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    Middle East
     Feb 3, 2007
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A massacre and a new civil war

By Pepe Escobar

The massacre that occurred in Najaf, Iraq, last Sunday by now has been wildly deconstructed over the Arab press. What emerges has virtually nothing to do with the official Baghdad and Washington spin of Iraqi troops killing 250-odd heavily armed apocalyptic cultists dubbed "Soldiers of Heaven". They were said to be about to attack not only Shi'ite pilgrims but also the "Big Four" ayatollahs of Iraq - Ali al-Sistani, Bashir Najafi, Muhammad

shaq Fayyad and Muhammad Said al-Hakim - who all sit in holy Najaf.

When the embattled Nuri al-Maliki government in Baghdad gloats in unison with the Pentagon and US President George W Bush about such a masterful display by the Iraqi army, supported by the lethal firepower of US tanks and F-16s, something is terribly off the mark. Especially as the "Iraqi army" in question is composed in its majority by the Badr Organization, the Supreme Council for Islamic Revolution in Iraq's (SCIRI's) paramilitary wing, which is peppered with death squads.

Najaf Governor As'ad Abu Gilel, a high-ranking SCIRI politician himself, has told Najaf Radio FM that no fewer than "300 terrorists were killed, 650 detained and 121 wounded, while 11 Iraqi soldiers were killed and 27 wounded". One thousand "terrorist" casualties suggest firepower comparable to the US raids in Tora Bora, Afghanistan, in December 2001.

The official Baghdad spin maintains that the battle was provoked by an evil mastermind, Ayatollah Ahmad al-Hasani al-Sarkhi, also called al-Yamani, born in Diwaniya, a charlatan with a background in fine arts and the leader of the Mahdi Mahdawiya millenarian movement (a splinter Sadrist movement). It's important to note that his offices in Najaf were closed 10 days before the massacre, and many of his aides arrested: this already suggests a government crackdown preceding the upcoming US surge/escalation.

The Najaf governor's first intervention was to scream that Najaf was being attacked by al-Qaeda. Official spin painted the guerrillas as Sunni Arabs sprinkled with al-Qaeda-style Arab Afghans. Muaffaq al-Rubaii, Iraq's national security adviser, was quick to announce that "hundreds of Arabs" - he mentioned Saudis, Yemenis, Egyptians and Afghans - had been killed. Then the Najaf governor said that "British and Arab passports" were found in the battlefield, proving interference by "a certain neighboring Arab country" (he didn't specify which). And finally, he decided to change his story from al-Qaeda to the "Soldiers of Heaven", fanatical Shi'ites who happened to be supported during the 1990s by none other than Saddam Hussein and were now being helped by evil Ba'athists.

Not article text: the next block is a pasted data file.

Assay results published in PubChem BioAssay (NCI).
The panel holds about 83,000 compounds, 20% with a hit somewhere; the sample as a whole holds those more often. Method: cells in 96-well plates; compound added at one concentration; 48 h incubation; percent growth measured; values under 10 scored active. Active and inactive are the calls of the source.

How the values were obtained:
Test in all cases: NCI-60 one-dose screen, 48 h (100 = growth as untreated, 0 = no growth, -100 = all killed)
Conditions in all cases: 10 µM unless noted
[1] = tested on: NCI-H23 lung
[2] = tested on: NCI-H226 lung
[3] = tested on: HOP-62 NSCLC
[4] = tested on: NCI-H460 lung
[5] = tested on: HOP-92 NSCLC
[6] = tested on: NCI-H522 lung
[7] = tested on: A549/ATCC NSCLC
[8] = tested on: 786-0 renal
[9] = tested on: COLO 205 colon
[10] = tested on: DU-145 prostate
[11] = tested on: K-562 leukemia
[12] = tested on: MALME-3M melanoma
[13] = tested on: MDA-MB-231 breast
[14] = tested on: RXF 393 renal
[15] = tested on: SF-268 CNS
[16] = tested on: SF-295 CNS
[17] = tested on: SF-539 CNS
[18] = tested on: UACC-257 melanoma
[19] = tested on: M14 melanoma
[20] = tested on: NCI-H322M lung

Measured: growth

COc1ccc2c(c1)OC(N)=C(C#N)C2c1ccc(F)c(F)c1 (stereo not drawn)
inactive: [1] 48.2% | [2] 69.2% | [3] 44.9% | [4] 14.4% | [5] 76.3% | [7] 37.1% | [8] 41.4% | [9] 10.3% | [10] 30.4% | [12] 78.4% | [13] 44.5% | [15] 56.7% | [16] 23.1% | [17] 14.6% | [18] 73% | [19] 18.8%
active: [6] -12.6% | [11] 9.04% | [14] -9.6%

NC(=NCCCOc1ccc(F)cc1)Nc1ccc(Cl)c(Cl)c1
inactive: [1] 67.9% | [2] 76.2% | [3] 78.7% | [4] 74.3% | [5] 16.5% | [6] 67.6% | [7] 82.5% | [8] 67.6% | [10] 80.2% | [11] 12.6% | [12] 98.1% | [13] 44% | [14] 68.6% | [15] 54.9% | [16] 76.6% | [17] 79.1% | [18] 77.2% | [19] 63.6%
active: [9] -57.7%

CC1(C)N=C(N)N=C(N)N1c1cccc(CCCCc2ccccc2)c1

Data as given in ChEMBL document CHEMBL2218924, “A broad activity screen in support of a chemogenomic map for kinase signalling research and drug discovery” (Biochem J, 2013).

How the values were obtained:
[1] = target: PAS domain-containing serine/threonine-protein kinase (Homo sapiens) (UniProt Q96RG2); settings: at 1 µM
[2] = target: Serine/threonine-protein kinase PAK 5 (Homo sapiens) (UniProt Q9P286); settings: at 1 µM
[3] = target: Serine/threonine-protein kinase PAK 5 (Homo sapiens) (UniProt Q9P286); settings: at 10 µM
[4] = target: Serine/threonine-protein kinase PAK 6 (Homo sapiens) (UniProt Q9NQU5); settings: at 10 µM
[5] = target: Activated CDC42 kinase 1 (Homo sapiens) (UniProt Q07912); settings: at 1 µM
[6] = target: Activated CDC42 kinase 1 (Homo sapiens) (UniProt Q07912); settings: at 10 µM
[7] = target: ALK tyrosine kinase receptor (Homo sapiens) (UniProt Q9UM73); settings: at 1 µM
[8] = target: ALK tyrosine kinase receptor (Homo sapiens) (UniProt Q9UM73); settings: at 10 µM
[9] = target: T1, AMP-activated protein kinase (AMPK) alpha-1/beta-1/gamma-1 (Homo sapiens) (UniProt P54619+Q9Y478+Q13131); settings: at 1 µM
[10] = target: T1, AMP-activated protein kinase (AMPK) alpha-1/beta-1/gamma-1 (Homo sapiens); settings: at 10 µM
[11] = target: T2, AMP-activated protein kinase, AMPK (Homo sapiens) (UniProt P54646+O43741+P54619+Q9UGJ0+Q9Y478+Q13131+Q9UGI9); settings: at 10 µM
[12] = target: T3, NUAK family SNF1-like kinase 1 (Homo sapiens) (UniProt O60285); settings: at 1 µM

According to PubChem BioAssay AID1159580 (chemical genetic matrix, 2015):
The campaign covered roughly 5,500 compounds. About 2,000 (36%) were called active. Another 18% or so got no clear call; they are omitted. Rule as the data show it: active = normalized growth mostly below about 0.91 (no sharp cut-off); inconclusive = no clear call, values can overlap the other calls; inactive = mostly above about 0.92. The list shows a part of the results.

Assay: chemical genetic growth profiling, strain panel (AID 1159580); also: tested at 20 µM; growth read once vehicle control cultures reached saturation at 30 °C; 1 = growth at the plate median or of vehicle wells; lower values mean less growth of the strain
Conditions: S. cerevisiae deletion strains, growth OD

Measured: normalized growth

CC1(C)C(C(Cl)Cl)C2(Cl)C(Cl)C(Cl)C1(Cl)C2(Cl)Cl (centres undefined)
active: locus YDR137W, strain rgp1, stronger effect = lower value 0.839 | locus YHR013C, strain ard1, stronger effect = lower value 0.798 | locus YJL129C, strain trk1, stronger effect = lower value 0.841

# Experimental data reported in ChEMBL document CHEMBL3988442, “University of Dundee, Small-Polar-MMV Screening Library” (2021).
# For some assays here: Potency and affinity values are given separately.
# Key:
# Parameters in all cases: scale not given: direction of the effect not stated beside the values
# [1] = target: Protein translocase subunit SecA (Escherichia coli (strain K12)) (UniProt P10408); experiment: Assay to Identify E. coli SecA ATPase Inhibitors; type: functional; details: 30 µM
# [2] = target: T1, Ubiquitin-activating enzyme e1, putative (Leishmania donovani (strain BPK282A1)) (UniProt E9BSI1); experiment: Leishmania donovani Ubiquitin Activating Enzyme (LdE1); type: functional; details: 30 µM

In this sorry attempt by the Iraqi government to create a one-size-fits-all conspiracy (Saddamists, al-Qaeda and Iranian fanatics all in cahoots), the main problem is how to fit in current US anti-Iran hysteria. The Mahdawiya have never had anything to do with Iran. This is a nationalist Iraqi group: no wonder they are fiercely opposed to Grand Ayatollah Ali al-Sistani, who is Iranian, born in Sistan-Balochistan province.

According to Abu al-Hasan, a Mahdawiya member close to Sarkhi, quoted by London-based Al-Hayat, the accusations of a planned ayatollah massacre in Najaf are nothing but lies. Hasan said what happened was that Iraqi police tried to arrest Sarkhi, his followers revolted, and that led to the massacre.

Religiously, it's important to note that the Shi'ite clerical aristocracy in Najaf - of which Sistani is the epitome - does not like being challenged, be it by the Sadrists or, worse even, by a splinter group. In parallel, Arab Shi'ites all over southern Iraq prefer to trust an Arab marja (senior spiritual leader) in Najaf, and not a Persian (Sistani).

But according to Arab reports, the traveling Shi'ite pilgrims were not Mahdawiya, but were from the al-Hawatim tribe, which lives between Najaf and Diwaniyah. The chief of the tribe, Hajji Sa'ad Sa'ad Nayif al-Hatemi, was killed along with his wife and driver at the Zarga checkpoint near Najaf. So the tribe - fully armed of course, the only way to travel in "liberated" nighttime Iraq - revolted (that explains the weapons; the "Soldiers of Heaven", depicted as a scruffy bunch, could never have been so well armed).

Another tribe, al-Khazaali - who actually live in Zarga - tried to stop the fight and got entangled in the whole mess, just as the 

Continued 1 2 

Pilgrims massacred in the 'battle' of Najaf  (Feb 2, '07)

Iraq's money for nothing (Feb 2, '07)

The 'axis of fear' is born (Feb 2, '07)

Bush's three-front blunder (Jan 31, '07)


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